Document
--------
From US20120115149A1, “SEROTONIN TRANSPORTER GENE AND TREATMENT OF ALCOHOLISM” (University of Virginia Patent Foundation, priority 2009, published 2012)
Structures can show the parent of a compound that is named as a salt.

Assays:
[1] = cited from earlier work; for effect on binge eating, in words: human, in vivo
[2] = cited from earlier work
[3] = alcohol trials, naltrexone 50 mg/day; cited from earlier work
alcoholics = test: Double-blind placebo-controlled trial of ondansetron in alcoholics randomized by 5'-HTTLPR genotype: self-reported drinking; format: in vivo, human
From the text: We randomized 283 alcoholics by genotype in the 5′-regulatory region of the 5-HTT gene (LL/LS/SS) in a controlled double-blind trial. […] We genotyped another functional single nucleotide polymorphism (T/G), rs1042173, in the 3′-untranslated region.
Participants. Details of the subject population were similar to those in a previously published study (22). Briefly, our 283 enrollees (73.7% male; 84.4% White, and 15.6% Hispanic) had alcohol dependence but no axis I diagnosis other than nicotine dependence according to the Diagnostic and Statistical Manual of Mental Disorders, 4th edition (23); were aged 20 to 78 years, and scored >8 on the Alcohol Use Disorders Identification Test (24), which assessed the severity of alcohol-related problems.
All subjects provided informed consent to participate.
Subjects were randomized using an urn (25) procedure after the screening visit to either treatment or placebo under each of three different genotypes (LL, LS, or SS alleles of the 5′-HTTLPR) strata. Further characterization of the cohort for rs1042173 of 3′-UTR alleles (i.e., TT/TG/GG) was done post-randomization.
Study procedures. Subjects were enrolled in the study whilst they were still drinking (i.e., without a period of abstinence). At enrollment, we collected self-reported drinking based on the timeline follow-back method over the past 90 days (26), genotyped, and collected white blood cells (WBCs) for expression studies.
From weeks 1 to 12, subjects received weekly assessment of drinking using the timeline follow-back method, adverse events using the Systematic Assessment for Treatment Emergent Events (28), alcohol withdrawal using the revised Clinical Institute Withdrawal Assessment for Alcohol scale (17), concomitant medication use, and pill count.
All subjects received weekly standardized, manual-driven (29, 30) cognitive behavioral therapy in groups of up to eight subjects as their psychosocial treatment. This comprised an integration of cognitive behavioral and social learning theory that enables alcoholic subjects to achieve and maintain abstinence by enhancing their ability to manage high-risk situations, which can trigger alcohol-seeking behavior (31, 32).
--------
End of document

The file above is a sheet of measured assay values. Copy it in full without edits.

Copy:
From US20120115149A1, “SEROTONIN TRANSPORTER GENE AND TREATMENT OF ALCOHOLISM” (University of Virginia Patent Foundation, priority 2009, published 2012)
Structures can show the parent of a compound that is named as a salt.

Assays:
[1] = cited from earlier work; for effect on binge eating, in words: human, in vivo
[2] = cited from earlier work
[3] = alcohol trials, naltrexone 50 mg/day; cited from earlier work
alcoholics = test: Double-blind placebo-controlled trial of ondansetron in alcoholics randomized by 5'-HTTLPR genotype: self-reported drinking; format: in vivo, human
From the text: We randomized 283 alcoholics by genotype in the 5′-regulatory region of the 5-HTT gene (LL/LS/SS) in a controlled double-blind trial. […] We genotyped another functional single nucleotide polymorphism (T/G), rs1042173, in the 3′-untranslated region.
Participants. Details of the subject population were similar to those in a previously published study (22). Briefly, our 283 enrollees (73.7% male; 84.4% White, and 15.6% Hispanic) had alcohol dependence but no axis I diagnosis other than nicotine dependence according to the Diagnostic and Statistical Manual of Mental Disorders, 4th edition (23); were aged 20 to 78 years, and scored >8 on the Alcohol Use Disorders Identification Test (24), which assessed the severity of alcohol-related problems.
All subjects provided informed consent to participate.
Subjects were randomized using an urn (25) procedure after the screening visit to either treatment or placebo under each of three different genotypes (LL, LS, or SS alleles of the 5′-HTTLPR) strata. Further characterization of the cohort for rs1042173 of 3′-UTR alleles (i.e., TT/TG/GG) was done post-randomization.
Study procedures. Subjects were enrolled in the study whilst they were still drinking (i.e., without a period of abstinence). At enrollment, we collected self-reported drinking based on the timeline follow-back method over the past 90 days (26), genotyped, and collected white blood cells (WBCs) for expression studies.
From weeks 1 to 12, subjects received weekly assessment of drinking using the timeline follow-back method, adverse events using the Systematic Assessment for Treatment Emergent Events (28), alcohol withdrawal using the revised Clinical Institute Withdrawal Assessment for Alcohol scale (17), concomitant medication use, and pill count.
All subjects received weekly standardized, manual-driven (29, 30) cognitive behavioral therapy in groups of up to eight subjects as their psychosocial treatment. This comprised an integration of cognitive behavioral and social learning theory that enables alcoholic subjects to achieve and maintain abstinence by enhancing their ability to manage high-risk situations, which can trigger alcohol-seeking behavior (31, 32).